MMIWG advocate meets with families ahead of nation wide walk to raise awareness

Krista Fox is preparing to walk across Canada, raising awareness for MMIWG starting Feb. 18 in Victoria, B.C.


MMIWG families and advocates welcomed Krista Fox with drum, song and ceremony at MMIWG memorial pole located on Hwy 16 near Kitsumkalum, B.C.

Fox is a North Battleford, Sask. mother and grandmother who is preparing to walk 10,400 km from Victoria B.C., to St. John’s, Nfld. to raise awareness for murdered and missing Indigenous women and girls.

On Feb 5, she said she had an emotional journey from Prince to Terrace, B.C., partially walking the Highway of Tears, the notorious name given to Hwy 16 because of the high number of Indigenous people missing there since the 1970s.

In an interview with APTN News, Fox says she had a powerful experience walking with the family of Frances Brown, who went missing in 2017 near Smithers.

“It was an amazing experience, we walked and held arms, and we connected arms, and it was like I felt him, I felt his pain, he misses his mom so much,” she said.

Frances Brown is from Witset First Nation and is still missing.

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MMIWG advocate Krista Fox (in the yellow sweater) stands with local advocates at MMIWG memorial pole which stands on Highway 16 near Kitsumkalum. Photo: Lee Wilson/APTN.

In 2018, Fox’s friend Ashley Morin from Ahtahkakoop Cree Nation went missing in North Battleford. Morin is still missing today.

After her friend disappeared, Fox started talking about missing or murdered Indigenous women including students.

She uses Facebook and Tiktok to raise awareness.

Fox’s official walk begins on Feb. 18 – her birthday.

She plans to carry all the emotions from meeting with the families on her journey.

She will meet more families on the 10-month walk across the country.

“I will take all these thoughts and feelings and pain and everything with me as I go along my journey,” she said.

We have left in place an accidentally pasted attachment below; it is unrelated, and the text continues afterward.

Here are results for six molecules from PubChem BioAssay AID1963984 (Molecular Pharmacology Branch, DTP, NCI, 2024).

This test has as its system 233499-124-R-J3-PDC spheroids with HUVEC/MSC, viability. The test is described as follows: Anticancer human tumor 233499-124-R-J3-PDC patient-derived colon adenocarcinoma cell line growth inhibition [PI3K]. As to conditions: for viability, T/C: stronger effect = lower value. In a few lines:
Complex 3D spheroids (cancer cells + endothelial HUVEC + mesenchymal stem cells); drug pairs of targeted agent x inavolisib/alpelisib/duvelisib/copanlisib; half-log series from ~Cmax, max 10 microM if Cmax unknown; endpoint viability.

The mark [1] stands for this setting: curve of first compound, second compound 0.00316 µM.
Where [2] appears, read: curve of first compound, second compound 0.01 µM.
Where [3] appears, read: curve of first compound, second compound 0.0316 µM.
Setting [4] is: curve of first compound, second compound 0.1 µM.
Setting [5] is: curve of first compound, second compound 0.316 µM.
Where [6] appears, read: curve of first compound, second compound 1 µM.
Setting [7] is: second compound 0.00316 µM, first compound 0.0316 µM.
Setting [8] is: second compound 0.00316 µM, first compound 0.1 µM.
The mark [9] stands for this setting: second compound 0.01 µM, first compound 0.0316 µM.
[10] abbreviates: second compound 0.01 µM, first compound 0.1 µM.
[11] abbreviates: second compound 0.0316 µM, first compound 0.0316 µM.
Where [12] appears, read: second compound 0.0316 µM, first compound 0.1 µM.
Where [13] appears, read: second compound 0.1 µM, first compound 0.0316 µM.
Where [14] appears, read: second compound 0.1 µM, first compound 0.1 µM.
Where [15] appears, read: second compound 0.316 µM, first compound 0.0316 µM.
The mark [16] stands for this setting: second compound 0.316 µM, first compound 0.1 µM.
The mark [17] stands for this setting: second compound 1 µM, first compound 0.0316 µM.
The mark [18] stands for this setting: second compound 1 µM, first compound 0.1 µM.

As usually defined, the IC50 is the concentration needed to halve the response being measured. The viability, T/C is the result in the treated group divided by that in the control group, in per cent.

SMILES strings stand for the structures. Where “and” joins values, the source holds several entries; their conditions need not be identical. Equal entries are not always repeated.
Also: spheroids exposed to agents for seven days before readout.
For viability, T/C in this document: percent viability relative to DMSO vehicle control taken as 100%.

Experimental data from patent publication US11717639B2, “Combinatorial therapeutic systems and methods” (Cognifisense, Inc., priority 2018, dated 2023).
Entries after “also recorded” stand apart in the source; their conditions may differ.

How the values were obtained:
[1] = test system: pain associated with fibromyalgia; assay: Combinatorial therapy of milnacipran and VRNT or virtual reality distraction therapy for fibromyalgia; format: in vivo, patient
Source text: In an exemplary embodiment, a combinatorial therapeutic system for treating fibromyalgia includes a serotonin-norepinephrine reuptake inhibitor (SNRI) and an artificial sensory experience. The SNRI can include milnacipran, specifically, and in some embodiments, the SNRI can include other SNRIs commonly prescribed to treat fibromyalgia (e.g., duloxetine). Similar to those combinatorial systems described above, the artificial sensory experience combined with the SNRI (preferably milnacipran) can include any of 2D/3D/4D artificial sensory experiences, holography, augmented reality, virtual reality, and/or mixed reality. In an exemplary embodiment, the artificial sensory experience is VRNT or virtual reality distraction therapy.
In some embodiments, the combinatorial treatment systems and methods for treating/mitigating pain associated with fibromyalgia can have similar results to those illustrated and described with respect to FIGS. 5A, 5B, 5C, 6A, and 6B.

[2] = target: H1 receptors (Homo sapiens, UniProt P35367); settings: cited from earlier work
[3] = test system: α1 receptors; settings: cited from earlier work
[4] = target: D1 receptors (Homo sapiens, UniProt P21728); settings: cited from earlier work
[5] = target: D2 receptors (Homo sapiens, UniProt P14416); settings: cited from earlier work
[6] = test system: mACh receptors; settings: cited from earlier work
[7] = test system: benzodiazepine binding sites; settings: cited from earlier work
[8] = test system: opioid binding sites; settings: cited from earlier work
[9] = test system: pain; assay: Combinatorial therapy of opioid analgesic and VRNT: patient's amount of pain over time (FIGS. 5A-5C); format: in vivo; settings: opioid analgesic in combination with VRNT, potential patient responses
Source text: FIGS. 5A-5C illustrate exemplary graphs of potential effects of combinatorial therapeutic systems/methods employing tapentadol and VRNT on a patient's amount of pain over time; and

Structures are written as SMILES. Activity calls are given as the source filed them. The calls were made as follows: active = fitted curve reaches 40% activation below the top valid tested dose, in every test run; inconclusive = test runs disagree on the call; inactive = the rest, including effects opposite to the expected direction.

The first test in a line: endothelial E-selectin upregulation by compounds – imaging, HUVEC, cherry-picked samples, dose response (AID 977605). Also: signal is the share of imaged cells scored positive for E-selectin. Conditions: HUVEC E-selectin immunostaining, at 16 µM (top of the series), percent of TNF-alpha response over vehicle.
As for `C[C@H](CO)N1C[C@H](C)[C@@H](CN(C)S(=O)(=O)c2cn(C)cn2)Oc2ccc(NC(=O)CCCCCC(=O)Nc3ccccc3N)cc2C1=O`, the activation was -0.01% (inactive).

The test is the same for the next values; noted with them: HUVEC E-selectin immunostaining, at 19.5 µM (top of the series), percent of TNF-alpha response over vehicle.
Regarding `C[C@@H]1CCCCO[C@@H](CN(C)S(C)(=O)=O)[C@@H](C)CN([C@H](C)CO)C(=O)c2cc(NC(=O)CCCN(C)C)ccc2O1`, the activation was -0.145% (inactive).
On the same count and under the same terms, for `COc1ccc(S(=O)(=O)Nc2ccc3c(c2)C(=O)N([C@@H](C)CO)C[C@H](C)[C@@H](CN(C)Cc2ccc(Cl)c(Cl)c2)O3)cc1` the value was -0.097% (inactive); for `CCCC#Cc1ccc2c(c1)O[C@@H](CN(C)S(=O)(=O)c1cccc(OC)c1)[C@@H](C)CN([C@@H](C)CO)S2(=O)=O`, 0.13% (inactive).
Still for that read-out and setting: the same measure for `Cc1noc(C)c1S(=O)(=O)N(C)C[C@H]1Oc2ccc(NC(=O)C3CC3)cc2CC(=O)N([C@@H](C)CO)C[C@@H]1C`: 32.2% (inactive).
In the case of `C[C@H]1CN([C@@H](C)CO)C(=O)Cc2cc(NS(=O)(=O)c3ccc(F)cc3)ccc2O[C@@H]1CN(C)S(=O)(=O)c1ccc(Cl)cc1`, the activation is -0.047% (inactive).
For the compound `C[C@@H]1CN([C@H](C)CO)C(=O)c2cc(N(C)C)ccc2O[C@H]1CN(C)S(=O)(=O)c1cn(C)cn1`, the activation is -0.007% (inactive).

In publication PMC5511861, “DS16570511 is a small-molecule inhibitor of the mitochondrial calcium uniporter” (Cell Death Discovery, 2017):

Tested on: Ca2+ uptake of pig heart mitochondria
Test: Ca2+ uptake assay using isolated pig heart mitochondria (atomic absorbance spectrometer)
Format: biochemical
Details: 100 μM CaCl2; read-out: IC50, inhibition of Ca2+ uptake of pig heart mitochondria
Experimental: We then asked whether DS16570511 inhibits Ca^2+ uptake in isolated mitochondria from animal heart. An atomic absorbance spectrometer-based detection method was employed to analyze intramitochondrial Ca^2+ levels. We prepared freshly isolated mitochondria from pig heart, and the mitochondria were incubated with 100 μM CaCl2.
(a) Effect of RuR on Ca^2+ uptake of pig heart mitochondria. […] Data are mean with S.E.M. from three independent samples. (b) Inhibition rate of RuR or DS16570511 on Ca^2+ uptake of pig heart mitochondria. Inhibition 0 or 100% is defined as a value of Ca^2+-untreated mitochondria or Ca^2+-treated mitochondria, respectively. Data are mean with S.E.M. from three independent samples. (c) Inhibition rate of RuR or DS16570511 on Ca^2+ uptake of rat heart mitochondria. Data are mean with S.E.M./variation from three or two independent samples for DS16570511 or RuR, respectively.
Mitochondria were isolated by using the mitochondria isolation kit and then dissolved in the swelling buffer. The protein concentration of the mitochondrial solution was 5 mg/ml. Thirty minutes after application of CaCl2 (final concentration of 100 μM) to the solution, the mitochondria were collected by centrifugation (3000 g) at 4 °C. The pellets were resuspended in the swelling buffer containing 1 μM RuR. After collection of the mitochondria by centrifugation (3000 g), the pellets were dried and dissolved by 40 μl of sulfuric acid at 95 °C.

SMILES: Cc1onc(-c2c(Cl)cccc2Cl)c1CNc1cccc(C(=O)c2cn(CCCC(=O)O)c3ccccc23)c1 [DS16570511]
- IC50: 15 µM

In Kitsumkalum, MMIWG advocate Gladys Radek and other local Indigenous groups such as Matriarchs in Training, Tears for Hope Society, and Indian Residential School Survivor Society met with Fox.

Radek completed a walk from from B.C. to Ottawa raising awareness in 2008.


Read More: 

The journey of Gladys Radek and her fight for human rights 


She was also one of the key people behind the raising on the memorial pole on Hwy 16.

“I wanted to build a totem pole along the highway of tears to remind people that girls and men are missing on this highway,” Radek tells Fox as they gather in a circle below the pole.

Fox hopes to meet with policymakers for Indigenous matters and create change together on her journey across Canada.

“This is a genocide, this is our missing and murdered Indigenous, women, men, children, and this has to stop, “ she stated.

Fox said one of the common topics in talking with families is the lack of resources.

She added this came up in talking with the family of Frances Brown.

“He wants to go out there and look for his mother himself, and that breaks my heart,’ she said.

She says people often ask her what they can do to support MMIWG families, she encourages them to keep showing up.

“I always say half of the battle is showing up, so I would just like people to keep showing up, keep supporting the families in your community, keep asking questions, keep sharing on social media whatever the case may be, nothing feels better than knowing that somebody cares,” she said.

Krista Fox’s walk across Canada for MMIWG can be tracked on her social media page.

 

Video Journalist / Kitimat Village, B.C.

Lee is a video journalist with APTN News, who shoots, reports and edits stories out of northern British Columbia. As a member of the Haisla Nation, Lee is proud to call Kitimat Village home again after living on Vancouver Island for 18 years. He has a passion for storytelling and looks forward to sharing stories through the lens of First Nations people.